The following is a review of Netflix’s War Machine – Directed by David Michôd.
In 2015, Netflix acquired the distribution rights to a film directed by David Michôd and starring Brad Pitt, one of the true movie stars of our day. Netflix acquired the film prior to having premiered both Beasts of No Nation and The Ridiculous Six later in 2015, and this film was thus one of the first major motion picture projects that Netflix had acquired.
Now, in the summer of 2017, the film now titled War Machine has premiered. It has been a long wait for people like me who were excited to see such a high profile production premiere on the streaming service, but it is finally here and, honestly, I don’t think it was worth the wait.
War Machine is the story of a seemingly beloved and confident United States Army General – General Glen McMahon – who is sent overseas to effectively end the war in Afghanistan. Brad Pitt plays General Glen McMahon and he really does give it his all.
It is a gutsy performance as a supremely odd character that maybe would’ve fit better inside a Tarantino or Coen Brothers film. In fact, General McMahon’s voice reminded me very much of Pitt’s performance as Lt. Aldo Raine in Tarantino’s Inglourious Basterds, but Pitt’s performance in War Machine, sadly, isn’t as entertaining.
I think the most entertaining part of Michôd’s War Machine was watching these extremely odd appearances from some of the very best actors out there. Tilda Swinton pops up at one point as an inquisitive German politician, and Sir Ben Kingsley is very fun to watch as President Hamid Karzai. There is also another entertaining last-minute cameo that I won’t reveal here, but that was as ‘out of nowhere’ as the Swinton cameo.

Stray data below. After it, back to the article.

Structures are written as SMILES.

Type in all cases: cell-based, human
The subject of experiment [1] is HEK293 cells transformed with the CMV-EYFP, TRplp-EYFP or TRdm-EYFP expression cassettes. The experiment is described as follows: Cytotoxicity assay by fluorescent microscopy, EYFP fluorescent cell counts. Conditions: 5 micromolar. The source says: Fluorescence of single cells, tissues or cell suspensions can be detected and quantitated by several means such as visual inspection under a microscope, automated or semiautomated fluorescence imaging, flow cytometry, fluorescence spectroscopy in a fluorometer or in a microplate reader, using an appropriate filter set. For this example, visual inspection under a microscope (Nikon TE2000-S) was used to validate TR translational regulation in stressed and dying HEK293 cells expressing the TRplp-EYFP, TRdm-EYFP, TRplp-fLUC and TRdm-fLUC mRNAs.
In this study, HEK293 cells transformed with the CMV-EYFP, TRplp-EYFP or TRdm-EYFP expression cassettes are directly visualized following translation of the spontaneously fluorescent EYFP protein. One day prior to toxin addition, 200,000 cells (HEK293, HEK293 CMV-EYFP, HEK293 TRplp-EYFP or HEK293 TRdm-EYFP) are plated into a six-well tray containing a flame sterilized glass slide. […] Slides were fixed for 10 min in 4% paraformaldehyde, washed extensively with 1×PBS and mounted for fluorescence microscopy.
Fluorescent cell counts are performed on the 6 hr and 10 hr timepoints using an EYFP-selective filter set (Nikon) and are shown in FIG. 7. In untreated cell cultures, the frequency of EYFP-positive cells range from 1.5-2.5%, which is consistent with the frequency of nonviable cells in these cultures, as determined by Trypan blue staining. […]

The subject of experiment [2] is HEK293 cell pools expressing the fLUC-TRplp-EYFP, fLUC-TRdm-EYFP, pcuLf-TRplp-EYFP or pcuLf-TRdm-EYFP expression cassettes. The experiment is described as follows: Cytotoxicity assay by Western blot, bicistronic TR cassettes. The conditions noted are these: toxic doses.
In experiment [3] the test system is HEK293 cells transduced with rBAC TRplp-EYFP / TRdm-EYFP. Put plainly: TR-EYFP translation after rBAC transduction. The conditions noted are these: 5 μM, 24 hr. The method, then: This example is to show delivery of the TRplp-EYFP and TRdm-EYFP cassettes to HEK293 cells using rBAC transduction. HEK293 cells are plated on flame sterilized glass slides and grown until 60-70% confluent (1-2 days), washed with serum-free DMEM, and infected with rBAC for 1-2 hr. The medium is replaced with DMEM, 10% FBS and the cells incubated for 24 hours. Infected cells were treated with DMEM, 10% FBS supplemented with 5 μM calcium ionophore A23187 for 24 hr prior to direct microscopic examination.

War Machine isn’t the success story that I wanted to write about today. Although certainly the biggest motion picture project for the streaming service since Beasts of No Nation, it doesn’t come close to being as captivating or interesting as the aforementioned 2015 Cary Fukunaga film.
In fact, while I don’t think it is a waste of time to watch the film – there are some very entertaining scenes in the film – I do actually believe that War Machine wastes not just a gutsy central performance from Brad Pitt, but also a strong ensemble cast featuring Emory Cohen, Topher Grace, Anthony Michael Hall, Scoot McNairy, and Will Poulter.
While I did actually enjoy most of the first half of the film, War Machine doesn’t get off to a great start. The film opens with an overwhelming amount of voice-over narration to introduce the premise as well as every single important character around General McMahon.
The voice-over is so overwhelming that it might’ve put me to sleep were it not for the fact that I had just woken up to watch the film. In fact, after twenty minutes or so I jotted down in my notes that I was thoroughly convinced that the narrator would talk more than Pitt’s character would in the entire film, which, I imagine, probably wasn’t the case.
War Machine is a 122 minute long tonally inconsistent war satire film that doesn’t warrant its running time. It almost feels like there are two different films within War Machine: one of them might’ve been more entertaining if it had come from someone as gifted at working with political satire as Armando Iannucci, and the other film is just another depressing war movie set in Afghanistan.
5.5 out of 10
– Jeffrey Rex
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